By Julian Agyeman, Sarah Neal
The geographical region has lengthy been linked to notions of kingdom and id in Britain, but this organization has been a missed region of inquiry. although, the nation-state is altering and rural issues are excessive on public agendas. This booklet explores problems with ethnicity, id and racialised exclusion in rural Britain, extensive and for the 1st time. It questions what the geographical region 'is', problematises who's noticeable as belonging to rural areas, and argues for the popularity of a rural multiculture. The ebook brings jointly the newest and such a lot wide examine findings to supply an authoritative account of present conception, coverage and perform. utilizing interdisciplinary frameworks and new empirical information, the e-book: offers a severe and accomplished account of the moving, contested connections among rurality, nationwide identification and ethnicity; discusses the relationships among ethnicity, exclusion, coverage, perform and learn in more than a few rural settings - from the studies of gypsy traveler little ones in colleges to makes an attempt to inspire black and minority ethnic viewers to nationwide Parks; contributes in the direction of setting up the 'rural-ethnicity-nation' courting as a key attention on political and coverage agendas. "The New Countryside?" is vital interpreting for college kids, lecturers and researchers in quite a lot of disciplines together with: sociology; geography; social coverage; and cultural, rural and surroundings reviews. it is going to even be a useful source for practitioners and coverage makers throughout a variety of sectors and companies.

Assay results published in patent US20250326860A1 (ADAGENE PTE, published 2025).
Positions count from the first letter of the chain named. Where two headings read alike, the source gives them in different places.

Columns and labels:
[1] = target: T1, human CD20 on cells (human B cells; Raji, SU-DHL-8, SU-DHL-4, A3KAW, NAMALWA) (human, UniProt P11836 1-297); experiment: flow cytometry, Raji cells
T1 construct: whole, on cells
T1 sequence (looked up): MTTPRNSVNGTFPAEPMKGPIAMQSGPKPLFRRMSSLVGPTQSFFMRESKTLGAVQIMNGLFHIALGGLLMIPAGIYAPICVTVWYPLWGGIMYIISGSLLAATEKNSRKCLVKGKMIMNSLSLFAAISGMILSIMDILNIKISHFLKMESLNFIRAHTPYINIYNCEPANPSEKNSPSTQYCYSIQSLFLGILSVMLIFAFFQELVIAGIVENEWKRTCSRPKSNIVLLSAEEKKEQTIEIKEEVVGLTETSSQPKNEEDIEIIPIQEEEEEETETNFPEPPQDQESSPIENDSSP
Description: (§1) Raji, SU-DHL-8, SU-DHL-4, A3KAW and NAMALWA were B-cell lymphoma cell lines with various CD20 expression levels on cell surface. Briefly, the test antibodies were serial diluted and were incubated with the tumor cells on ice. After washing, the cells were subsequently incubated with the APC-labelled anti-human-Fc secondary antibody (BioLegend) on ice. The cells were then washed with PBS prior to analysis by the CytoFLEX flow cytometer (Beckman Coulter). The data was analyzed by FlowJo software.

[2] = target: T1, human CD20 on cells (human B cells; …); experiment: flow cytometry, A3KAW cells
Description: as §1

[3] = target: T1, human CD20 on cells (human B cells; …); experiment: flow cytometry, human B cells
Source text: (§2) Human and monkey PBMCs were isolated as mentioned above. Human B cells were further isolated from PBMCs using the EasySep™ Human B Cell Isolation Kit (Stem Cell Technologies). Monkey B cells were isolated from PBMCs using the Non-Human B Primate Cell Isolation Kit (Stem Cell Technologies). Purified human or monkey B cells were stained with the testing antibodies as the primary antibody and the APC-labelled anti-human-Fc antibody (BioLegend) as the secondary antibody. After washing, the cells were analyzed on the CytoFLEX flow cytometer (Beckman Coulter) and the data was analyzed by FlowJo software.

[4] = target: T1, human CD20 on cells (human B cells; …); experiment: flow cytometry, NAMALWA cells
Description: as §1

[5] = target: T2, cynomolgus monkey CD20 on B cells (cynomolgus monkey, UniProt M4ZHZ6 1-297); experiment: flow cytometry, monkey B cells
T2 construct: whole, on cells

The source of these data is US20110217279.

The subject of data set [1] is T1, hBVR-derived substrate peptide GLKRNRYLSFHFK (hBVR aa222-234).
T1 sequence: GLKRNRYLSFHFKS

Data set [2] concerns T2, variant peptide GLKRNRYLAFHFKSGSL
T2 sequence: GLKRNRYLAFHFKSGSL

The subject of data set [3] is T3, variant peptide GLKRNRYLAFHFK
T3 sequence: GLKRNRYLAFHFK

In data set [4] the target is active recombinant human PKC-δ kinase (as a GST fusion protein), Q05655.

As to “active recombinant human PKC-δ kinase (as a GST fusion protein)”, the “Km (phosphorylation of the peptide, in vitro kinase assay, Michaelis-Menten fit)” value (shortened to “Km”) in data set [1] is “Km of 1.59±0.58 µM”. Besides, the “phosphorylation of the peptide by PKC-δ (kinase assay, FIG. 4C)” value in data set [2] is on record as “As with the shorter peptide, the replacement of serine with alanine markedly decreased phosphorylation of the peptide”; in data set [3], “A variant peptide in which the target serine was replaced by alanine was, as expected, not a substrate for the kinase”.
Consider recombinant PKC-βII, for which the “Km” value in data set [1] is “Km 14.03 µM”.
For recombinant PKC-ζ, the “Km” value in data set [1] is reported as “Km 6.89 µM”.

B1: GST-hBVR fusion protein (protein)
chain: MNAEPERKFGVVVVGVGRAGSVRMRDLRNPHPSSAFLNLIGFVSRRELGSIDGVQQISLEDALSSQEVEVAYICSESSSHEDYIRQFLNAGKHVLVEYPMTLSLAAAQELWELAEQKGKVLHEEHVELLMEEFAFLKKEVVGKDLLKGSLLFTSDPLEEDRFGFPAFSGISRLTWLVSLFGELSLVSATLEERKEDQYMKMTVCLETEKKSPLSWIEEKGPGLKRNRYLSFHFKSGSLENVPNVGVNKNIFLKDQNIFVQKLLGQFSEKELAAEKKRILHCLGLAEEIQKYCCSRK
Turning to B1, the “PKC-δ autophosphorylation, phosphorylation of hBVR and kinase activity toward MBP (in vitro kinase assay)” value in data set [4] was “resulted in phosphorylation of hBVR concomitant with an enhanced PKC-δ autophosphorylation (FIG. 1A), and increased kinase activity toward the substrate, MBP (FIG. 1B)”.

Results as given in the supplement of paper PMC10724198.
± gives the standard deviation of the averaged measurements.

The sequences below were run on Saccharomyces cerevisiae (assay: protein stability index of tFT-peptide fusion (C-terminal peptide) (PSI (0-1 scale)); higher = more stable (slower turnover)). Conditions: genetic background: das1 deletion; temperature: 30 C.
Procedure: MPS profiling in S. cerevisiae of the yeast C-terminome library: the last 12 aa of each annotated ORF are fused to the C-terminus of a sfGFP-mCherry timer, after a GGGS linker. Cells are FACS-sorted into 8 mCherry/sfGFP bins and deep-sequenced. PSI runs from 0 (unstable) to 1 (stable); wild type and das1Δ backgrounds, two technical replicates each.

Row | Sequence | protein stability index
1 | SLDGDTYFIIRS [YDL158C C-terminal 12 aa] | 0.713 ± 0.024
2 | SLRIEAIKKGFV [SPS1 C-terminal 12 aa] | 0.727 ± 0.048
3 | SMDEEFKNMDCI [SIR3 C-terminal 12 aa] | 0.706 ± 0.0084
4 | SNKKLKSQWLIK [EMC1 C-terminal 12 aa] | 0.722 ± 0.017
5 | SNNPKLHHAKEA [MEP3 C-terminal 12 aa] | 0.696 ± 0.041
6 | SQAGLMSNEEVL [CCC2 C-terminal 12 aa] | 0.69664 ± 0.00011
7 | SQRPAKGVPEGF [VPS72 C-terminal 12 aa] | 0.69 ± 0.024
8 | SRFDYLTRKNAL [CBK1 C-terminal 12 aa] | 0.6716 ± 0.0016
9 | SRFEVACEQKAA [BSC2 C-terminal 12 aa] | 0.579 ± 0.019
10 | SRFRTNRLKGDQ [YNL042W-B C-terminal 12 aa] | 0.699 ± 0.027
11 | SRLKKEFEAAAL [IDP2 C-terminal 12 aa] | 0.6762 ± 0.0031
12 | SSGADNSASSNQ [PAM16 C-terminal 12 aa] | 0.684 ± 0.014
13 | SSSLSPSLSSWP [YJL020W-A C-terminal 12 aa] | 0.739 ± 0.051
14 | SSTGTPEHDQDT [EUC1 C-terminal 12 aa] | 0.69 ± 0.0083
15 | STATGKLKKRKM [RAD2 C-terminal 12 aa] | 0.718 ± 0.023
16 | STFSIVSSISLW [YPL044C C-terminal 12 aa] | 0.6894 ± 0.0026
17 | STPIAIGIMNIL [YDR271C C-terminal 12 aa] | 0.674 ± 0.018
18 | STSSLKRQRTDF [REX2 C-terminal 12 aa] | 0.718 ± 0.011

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Additional resources for The New Countryside?: Ethnicity, Nation And Exclusion in Contemporary Rural Britain
One potential problem in stating this, however, is the fact that the political conflict and ongoing sectarian divisions within Northern Ireland make it fairly distinctive as a rural area. It could be claimed, therefore, that the conflict in the region has created a more general climate characterised by violence and divisions. As such, this has tended to increase the exclusivity of collective identities and thus levels of racial prejudice and harassment well above those likely to exist in other rural areas.
And tend to be much more complex and contradictory than such crude quantitative indicators can capture (Donald and Rattansi, 1992; Rattansi and Westwood, 1994; Cohen, 1999; Solomos, 2003). However, while far from perfect, such attitudinal surveys are the only means of developing some sense of the ‘bigger picture’ with regard to racism in Northern Ireland and thus to allow for broader generalisations to be made about the relative salience and importance of ‘race’ to the lives of the general population in the region.
However, while this sense of ‘Whiteness’ is so normalised that it often ‘goes without saying’, the presence of even relatively small numbers of minority ethnic people presents a fundamental challenge to these racialised senses of identity. With these arguments in mind, the chapter concludes with a brief discussion of their implications for understanding the nature and extent of racism in other rural areas across the UK. 2 While images and constructions of rurality at this level may be similar to many other regions within Britain, the way in which 22 Racism, Whiteness and identity in Northern Ireland rural discourses feed into constructions of identity and belonging are inevitably complicated by the intense conflict that has beset the region for the last 30 years; a conflict that has resulted in over 3,600 deaths and well over 40,000 people being injured (Morrissey and Smyth, 2002).